Russian Deputy Prime Minister Dmitry Rogozin said Tuesday his country doesn't intend to use the International Space Station past the year 2020 and that this would effectively exclude the United States from using the orbiting laboratory.
The statement came amid high tensions between Washington and Moscow over the Ukraine crisis and the sanctions imposed by the United States. Rogozin did not draw a direct connection between those tensions and the space station, but said "it is really alarming to us to continue developing major high-technology projects with such an unreliable partner as the U.S., which is politicizing everything," the Interfax news agency reported.
Rogozin said that after 2020, Russia would like to redirect the resources now used for manned spaceflight to other space projects. Those projects were not specified in the reports, but he said the national space agency would be presenting a plan this summer.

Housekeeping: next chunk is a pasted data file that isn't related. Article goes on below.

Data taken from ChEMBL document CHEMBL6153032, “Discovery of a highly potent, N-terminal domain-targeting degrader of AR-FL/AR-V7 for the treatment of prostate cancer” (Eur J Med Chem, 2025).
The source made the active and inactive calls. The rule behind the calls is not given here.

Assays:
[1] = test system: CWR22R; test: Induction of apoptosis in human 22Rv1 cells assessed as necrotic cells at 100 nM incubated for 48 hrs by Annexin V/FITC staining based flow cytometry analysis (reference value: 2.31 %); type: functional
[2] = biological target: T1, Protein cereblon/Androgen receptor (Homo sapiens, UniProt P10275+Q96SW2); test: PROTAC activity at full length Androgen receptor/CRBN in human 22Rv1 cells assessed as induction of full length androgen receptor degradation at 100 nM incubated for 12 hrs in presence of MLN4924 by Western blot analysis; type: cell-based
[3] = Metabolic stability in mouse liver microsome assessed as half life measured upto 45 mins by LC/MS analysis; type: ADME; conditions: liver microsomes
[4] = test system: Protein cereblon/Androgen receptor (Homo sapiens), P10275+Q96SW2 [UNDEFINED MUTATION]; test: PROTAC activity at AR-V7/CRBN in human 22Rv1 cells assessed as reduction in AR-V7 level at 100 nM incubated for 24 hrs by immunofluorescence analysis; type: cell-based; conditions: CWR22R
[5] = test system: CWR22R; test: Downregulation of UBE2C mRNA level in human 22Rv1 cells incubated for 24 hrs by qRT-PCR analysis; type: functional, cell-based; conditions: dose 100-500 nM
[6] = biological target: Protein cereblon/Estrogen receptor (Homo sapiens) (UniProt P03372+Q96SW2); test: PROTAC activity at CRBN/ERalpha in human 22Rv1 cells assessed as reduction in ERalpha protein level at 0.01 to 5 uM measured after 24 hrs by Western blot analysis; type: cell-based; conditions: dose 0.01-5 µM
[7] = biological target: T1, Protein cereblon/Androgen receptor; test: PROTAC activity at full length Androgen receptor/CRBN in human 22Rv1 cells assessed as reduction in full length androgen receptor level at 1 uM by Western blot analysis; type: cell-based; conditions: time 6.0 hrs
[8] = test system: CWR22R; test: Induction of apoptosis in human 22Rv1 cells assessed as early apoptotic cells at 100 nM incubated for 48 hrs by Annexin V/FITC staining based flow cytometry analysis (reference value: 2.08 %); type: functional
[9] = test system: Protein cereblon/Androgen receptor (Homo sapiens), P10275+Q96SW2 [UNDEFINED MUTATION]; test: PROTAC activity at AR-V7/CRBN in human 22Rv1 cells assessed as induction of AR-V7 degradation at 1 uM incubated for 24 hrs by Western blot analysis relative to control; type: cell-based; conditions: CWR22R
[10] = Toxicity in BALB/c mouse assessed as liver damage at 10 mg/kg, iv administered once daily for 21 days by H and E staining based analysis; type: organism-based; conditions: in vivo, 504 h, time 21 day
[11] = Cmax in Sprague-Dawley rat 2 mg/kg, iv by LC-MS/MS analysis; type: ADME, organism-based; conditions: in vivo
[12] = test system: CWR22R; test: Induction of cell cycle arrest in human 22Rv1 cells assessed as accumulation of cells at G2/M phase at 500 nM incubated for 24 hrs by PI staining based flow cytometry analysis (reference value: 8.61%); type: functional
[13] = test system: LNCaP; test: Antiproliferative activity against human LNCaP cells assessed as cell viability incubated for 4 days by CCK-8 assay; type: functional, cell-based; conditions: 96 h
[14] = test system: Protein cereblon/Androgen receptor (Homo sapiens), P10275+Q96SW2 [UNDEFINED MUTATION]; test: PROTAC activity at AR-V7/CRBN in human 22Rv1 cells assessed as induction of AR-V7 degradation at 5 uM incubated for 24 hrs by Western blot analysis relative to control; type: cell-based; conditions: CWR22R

Rogozin said that the Russian segment of the space station "can exist independently of the American one, but the American segment cannot exist on its own without the Russian one." However, he promised that Russia "will act completely pragmatically and will not place any impediments for work on the ISS."
Since the end of the US space shuttle program, Russian Soyuz spacecraft are the only way to ferry astronauts to and from the ISS.
The deputy premier also said Russia intends to sell rocket engines to the United States only upon guarantees that they will not be used for military purposes.
United Launch Alliance, a joint venture of Boeing and Lockheed Martin, uses Russian RD-180 engines as the first stage in its Atlas V launch vehicle, which is used for military and intelligence satellites. A ULA statement sent to The Associated Press said the company was unaware of any restrictions.